That night, it was Mode, a converted church on Cahuenga just north of Hollywood. Unfortunately, all of us were discovering a new side to Chloe — a scary one.
Chloe didn't need drugs to have fun. I mean, drugs would be double-bad for an addictive personality like hers, and I think she knew it. But she was drawn to them for the same reasons any young person may be — drugs seemed glam, and exciting, and reckless. Being high was intriguing; it made her feel alive. Drugs were everywhere in every club. And drugs took the place of love.
But along with whatever her other drugs du jour were, Chloe was as addicted to the club scene as she was a part of it.
To get to our booth, Chloe aggressively stomped up the staircase of Mode, a multi-tiered architectural maze with flashing lights and music so loud it felt like it invaded you, like a virus. Just as everyone in L.A. had to climb the social ladder, Chloe and all the rest of us had to climb three flights of stairs to get to the VIP level at Mode. Sometimes, scaling the social ladder was easier and faster than making it up those stairs, which were usually choked with hangers-on, wasted fans, and undercover tabloid reporters. Chloe wasn't nationally famous yet, but she was a glittering part of the youth party scene, and reporters were smart enough to know that where there's smoke, there's fire.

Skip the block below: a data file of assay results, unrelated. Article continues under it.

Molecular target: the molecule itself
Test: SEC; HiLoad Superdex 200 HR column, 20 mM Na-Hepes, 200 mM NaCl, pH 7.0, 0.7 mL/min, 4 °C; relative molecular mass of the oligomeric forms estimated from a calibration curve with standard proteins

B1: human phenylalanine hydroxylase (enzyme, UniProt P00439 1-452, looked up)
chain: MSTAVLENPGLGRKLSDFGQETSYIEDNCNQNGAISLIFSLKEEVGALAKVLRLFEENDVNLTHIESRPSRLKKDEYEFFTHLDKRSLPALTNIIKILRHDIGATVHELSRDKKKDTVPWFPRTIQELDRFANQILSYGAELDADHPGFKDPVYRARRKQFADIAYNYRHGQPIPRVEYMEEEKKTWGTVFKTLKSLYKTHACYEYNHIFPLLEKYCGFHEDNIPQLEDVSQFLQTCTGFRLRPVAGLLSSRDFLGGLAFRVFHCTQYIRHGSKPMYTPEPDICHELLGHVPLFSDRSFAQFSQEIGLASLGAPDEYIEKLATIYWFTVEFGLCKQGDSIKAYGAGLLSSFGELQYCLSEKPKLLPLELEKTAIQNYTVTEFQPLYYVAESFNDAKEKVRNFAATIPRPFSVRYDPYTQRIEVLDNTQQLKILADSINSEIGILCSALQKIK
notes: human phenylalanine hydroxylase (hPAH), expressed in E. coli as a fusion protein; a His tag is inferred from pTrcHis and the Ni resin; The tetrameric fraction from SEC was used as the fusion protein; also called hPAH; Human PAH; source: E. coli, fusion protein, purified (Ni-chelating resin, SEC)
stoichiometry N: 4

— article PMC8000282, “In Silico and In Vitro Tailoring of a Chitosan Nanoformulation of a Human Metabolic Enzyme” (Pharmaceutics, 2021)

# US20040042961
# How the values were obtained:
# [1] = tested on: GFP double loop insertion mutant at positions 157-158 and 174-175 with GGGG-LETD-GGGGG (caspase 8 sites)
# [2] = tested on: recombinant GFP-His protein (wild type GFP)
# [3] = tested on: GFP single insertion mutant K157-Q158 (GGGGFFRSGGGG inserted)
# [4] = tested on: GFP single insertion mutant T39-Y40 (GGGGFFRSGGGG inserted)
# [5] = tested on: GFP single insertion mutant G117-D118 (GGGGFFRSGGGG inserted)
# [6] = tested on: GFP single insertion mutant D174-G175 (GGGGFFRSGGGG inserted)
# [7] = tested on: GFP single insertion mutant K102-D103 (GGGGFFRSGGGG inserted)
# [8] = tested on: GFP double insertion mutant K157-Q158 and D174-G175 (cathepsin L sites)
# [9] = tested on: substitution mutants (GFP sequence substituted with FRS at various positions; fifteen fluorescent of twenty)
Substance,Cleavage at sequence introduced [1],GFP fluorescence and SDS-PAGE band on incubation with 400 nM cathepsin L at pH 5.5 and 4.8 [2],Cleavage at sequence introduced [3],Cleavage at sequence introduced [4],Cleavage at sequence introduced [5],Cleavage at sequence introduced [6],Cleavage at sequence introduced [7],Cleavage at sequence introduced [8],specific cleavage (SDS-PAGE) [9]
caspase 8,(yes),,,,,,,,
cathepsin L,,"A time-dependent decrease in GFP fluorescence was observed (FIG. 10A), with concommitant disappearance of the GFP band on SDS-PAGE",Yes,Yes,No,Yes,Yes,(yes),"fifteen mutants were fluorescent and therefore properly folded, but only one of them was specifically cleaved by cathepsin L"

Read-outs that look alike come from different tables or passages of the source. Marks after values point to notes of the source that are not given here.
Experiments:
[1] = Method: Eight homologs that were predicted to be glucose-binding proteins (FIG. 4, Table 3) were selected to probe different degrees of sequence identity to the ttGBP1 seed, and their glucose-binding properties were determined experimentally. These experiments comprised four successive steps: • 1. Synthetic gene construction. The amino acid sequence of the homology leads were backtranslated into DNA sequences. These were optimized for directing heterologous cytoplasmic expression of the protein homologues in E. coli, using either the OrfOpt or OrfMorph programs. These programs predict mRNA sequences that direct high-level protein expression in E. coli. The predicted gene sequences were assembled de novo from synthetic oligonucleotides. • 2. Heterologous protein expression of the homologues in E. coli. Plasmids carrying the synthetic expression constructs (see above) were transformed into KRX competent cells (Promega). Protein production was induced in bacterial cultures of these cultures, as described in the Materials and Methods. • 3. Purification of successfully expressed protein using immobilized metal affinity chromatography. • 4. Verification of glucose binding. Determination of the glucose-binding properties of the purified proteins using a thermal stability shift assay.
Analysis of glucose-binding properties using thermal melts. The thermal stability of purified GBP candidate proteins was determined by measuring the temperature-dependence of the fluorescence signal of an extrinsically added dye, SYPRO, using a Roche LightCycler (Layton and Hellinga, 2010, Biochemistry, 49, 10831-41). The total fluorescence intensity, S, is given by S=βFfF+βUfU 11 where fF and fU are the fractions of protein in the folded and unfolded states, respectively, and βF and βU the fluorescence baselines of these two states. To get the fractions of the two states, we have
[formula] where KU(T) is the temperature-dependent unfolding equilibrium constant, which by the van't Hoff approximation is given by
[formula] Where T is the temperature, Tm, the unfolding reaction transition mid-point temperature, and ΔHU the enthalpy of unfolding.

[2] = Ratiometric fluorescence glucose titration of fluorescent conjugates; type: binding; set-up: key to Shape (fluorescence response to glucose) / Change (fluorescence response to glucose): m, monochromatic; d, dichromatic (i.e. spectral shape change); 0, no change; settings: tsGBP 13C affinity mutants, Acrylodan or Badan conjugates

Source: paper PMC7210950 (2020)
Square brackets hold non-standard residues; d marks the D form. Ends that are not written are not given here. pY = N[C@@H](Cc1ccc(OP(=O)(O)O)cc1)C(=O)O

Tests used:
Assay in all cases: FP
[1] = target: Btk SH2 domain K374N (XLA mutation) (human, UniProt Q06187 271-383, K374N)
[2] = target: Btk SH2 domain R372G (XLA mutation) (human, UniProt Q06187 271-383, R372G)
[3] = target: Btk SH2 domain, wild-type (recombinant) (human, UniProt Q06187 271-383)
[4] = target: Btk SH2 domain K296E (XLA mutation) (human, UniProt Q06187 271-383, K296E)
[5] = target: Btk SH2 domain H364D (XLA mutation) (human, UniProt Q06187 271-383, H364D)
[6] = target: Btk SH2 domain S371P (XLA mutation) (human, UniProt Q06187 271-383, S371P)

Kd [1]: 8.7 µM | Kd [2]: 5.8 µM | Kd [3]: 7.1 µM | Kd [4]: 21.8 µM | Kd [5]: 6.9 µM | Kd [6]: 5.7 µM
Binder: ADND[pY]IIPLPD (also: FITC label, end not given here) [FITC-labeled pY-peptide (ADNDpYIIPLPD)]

On her way up the stairs, Chloe started to pass two Asian girls, one tall and the other short and squat, who were bobbing their heads to the end of Kanye West's Golddigger. They both wore hip-huggers and expensive-looking belly shirts. They were not holding drinks, and their pupils were not dilated. Even in her chemically altered state, Chloe pegged them immediately: They were definitely magazine reporters.
At Mode, people acted up, hooked up, and threw up, and the paparazzi stood outside to shoot the stars as they went in looking fabulous and staggered out totally gone. Guess which kinds of photos got published? You're right! Both kinds got published. From what I heard, an exclusive shot of a new couple could earn up to fifty grand from a celebrity weekly. The price would triple if the photogs could shoot inside, but the iron-clad rule was no cameras and no reporters in the clubs. That was part of what stoked the glamour and mystery. No one really knew what went on inside. The doormen played, too. They were judge and jury when it came to letting people in and keeping people out. That meant the warm-up act for the freak show usually started outside.
Guys with money? Yup. But the doormen tried to keep the ratio of guys to girls at about ten to one. They wanted all the Brad Pitt wannabes to open their wallets while competing for the handful of Angelinas.
Excerpted from “The Truth About Diamonds” by Nicole Richie. Copyright © 2005, Nicole Richie. All rights reserved. Published by HarperCollins Publishers. No part of this excerpt can be used without permission of the publisher.